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Cong needs multiple surgeries

Manifestations of an acute lack of civilised political culture.

Cong needs multiple surgeries
Stunned by the electoral verdict in Uttar Pradesh and other states in the just concluded Assembly polls, some political parties and their top leadership have lost balance and perspective. The rejection of their fear-inducing narrative, of their tales of division and of their overall myth has been so decisive that it has driven them to, what appears to be, a prolonged spell of incoherence.

The incoherence and rant-mentality is visible in the utterances of the leaders of Bahujan Samaj Party, Samajwadi Party, and Aam Aadmi Party, just because their tale-spinning took a big hit, their propaganda and false narratives were rejected by the people, their tall claims and inflated notions of grandeur were trampled in the dust of the Hindi heartland, and electorate decided to reject and dump the politics of appeasement, of casteism, and of dynastism – a political tripod which had propped them up all these years – these leaders are cursing the wisdom of the people and ranting against the system. One would do well to accept that these are actually the manifestations of an acute lack of a civilised political culture.

But let us come to the Congress party under its leader Rahul Gandhi. After the Uttar Pradesh debacle, which Rahul in his naïveté has termed "a little down", some of the veterans of the party who had assisted his mother in keeping the Congress shop open and into brusque business have begun to draw daggers – calling for serious "restructuring" in the party. But perhaps the most poignant observation came from Satyavrat Chaturvedi who, like he had done in May 2016, called for undertaking a "cardiac surgery" in the Congress party, which, he argued, might revive the near-moribund party. But one, of course, expects no serious introspection from a party which is a dynasty led conglomerate or to use Arun Jaitley's colourful but hugely apt description, which is "a crowd around a fading dynasty."

For the Congress in its present state, a cardiac surgery would scarcely do, what is needed is a multiple bypass, if it hopes to survive in some form. Over the years, the Congress dynasty has either destroyed or prevented grassroots leader from evolving. For any party to survive and thrive, merit-based leadership, which organically rises from the grassroots, is a must, especially for a long-term growth, survival and spread.

One of the cardinal points of difference between Congress under Rahul today and BJP under Shah is exactly this. The BJP under Shah has put together a structure where grassroots political work is recognised and encouraged, where merit in conferring responsibility has become the sole criteria. As long as the "dynasty" keeps clasping the Congress's body-politic and insists on defining its raison d'être and narrative, the Congress shall continue to face acute asphyxiation and gradually be deprived of life. The first step therefore, for those among its leadership who are concerned for the future of the party, would be to bypass – if they at all can – the "dynasty", consign it to irrelevance and bring together some of those who still have pockets of grassroots influence and stake claim to the party's leadership. But this would require gumption and some thinking and intellectual prowess – all of which is in short supply in the Congress today.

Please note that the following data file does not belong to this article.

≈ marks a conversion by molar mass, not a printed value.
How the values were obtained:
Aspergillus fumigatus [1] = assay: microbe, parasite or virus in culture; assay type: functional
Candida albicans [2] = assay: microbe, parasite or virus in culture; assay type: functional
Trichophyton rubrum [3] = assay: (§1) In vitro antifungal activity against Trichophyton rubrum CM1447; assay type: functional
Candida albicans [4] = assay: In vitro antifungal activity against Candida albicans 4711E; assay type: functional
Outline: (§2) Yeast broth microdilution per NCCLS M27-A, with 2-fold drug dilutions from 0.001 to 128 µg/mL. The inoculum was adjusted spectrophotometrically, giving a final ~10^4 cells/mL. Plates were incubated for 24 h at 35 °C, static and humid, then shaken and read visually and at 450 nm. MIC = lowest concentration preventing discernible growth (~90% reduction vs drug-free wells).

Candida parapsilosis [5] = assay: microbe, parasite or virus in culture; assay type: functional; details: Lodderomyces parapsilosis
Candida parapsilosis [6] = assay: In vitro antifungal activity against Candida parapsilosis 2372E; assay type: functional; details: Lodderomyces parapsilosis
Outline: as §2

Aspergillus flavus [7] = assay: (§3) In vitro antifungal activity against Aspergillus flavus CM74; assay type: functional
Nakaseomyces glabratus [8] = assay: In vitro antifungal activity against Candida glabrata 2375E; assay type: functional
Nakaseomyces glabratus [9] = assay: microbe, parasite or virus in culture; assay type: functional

The other bypass that is urgently needed is ideationally linked to the first. It is the need to reject the narrative that the "dynasty" has thrust on the Congress in the last three decades, especially since Sonia Gandhi took control of the party. It is from Sonia's control of the party that the "dynasty" narrative further gained steam. It saw the Congress developing infatuation for divisive forces, rejecting its agenda – if at all it had any – of empowering the marginalised, insisting on turning them into dole-dependents, intensifying its denominational divisiveness, evolving a culture of trying to frame political opponents, especially if they happen to be leaders who challenge the "dynasty" – like Narendra Modi who was hounded for years - and retracting on its commitment to nationalism – the culmination of which one saw last year when Sonia's son and Indira's grandson, like a "valiant" rider, joined hands with those who, in the hallowed precincts of an educational institution, raucously called for India's dismemberment. By bypassing this "dynasty" narrative of itself, the Congress, if it has some brain-trust left, must evolve a new narrative more akin to its earlier avatar of the freedom struggle.

The third would be to bypass and vanquish the coterie of old fogeys, throw out those who surrounded the unmindful or unthinking "princeling" and daily inject him with outdated "revolutionary" ideas that have absolutely no takers in today's India. Except for a few rootless "politbureau leaders", whose appeal do not extend beyond the outer limits of the Gole Market circle, no one finds any utility or relevance for these "revolutionary" ideas that are fed to Rahul and who dutifully regurgitates them. For the "New India" these are moribund expressions from era gone by. The "New India" aspires for empowerment and for opportunities, a narrative which the Congress, under Rahul Gandhi, is incapable of articulating.

But the wisest option perhaps would be for a temporary demobilisation of the Congress itself and for some of its last remaining thinkers to withdraw and deliberate on whether there is at all a need for pulling on with the show. Being an adherent of the philosophy of "Congress-Mukt Bharat", I would naturally prescribe the last.

(Dr. Anirban Ganguly is Director, Dr. Syama Prasad Mookerjee Research Foundation, New Delhi. The views expressed are strictly personal.)
Anirban Ganguly

Anirban Ganguly

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